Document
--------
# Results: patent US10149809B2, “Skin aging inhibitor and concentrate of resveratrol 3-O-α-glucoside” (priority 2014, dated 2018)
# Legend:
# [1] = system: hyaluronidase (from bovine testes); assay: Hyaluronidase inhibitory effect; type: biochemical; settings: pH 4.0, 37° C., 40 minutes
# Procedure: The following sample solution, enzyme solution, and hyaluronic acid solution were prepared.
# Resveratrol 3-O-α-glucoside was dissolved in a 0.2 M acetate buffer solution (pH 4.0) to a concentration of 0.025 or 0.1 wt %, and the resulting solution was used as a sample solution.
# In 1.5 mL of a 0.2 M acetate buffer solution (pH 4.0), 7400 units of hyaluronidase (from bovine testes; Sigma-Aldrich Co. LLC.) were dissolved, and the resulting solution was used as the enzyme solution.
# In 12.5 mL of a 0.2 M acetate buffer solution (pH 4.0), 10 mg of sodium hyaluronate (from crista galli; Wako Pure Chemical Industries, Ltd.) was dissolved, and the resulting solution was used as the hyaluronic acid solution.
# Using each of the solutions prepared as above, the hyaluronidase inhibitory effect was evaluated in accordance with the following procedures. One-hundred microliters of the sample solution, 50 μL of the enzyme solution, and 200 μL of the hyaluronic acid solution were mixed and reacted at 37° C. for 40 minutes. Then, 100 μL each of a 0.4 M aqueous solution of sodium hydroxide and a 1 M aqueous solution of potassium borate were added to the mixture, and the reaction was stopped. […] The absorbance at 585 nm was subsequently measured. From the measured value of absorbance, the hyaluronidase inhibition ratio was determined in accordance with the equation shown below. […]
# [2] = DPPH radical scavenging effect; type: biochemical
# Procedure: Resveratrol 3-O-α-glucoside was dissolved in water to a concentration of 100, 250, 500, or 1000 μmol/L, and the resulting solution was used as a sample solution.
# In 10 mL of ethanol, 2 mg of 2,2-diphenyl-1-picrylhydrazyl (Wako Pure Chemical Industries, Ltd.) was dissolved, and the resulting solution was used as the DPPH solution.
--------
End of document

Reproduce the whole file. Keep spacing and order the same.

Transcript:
# Results: patent US10149809B2, “Skin aging inhibitor and concentrate of resveratrol 3-O-α-glucoside” (priority 2014, dated 2018)
# Legend:
# [1] = system: hyaluronidase (from bovine testes); assay: Hyaluronidase inhibitory effect; type: biochemical; settings: pH 4.0, 37° C., 40 minutes
# Procedure: The following sample solution, enzyme solution, and hyaluronic acid solution were prepared.
# Resveratrol 3-O-α-glucoside was dissolved in a 0.2 M acetate buffer solution (pH 4.0) to a concentration of 0.025 or 0.1 wt %, and the resulting solution was used as a sample solution.
# In 1.5 mL of a 0.2 M acetate buffer solution (pH 4.0), 7400 units of hyaluronidase (from bovine testes; Sigma-Aldrich Co. LLC.) were dissolved, and the resulting solution was used as the enzyme solution.
# In 12.5 mL of a 0.2 M acetate buffer solution (pH 4.0), 10 mg of sodium hyaluronate (from crista galli; Wako Pure Chemical Industries, Ltd.) was dissolved, and the resulting solution was used as the hyaluronic acid solution.
# Using each of the solutions prepared as above, the hyaluronidase inhibitory effect was evaluated in accordance with the following procedures. One-hundred microliters of the sample solution, 50 μL of the enzyme solution, and 200 μL of the hyaluronic acid solution were mixed and reacted at 37° C. for 40 minutes. Then, 100 μL each of a 0.4 M aqueous solution of sodium hydroxide and a 1 M aqueous solution of potassium borate were added to the mixture, and the reaction was stopped. […] The absorbance at 585 nm was subsequently measured. From the measured value of absorbance, the hyaluronidase inhibition ratio was determined in accordance with the equation shown below. […]
# [2] = DPPH radical scavenging effect; type: biochemical
# Procedure: Resveratrol 3-O-α-glucoside was dissolved in water to a concentration of 100, 250, 500, or 1000 μmol/L, and the resulting solution was used as a sample solution.
# In 10 mL of ethanol, 2 mg of 2,2-diphenyl-1-picrylhydrazyl (Wako Pure Chemical Industries, Ltd.) was dissolved, and the resulting solution was used as the DPPH solution.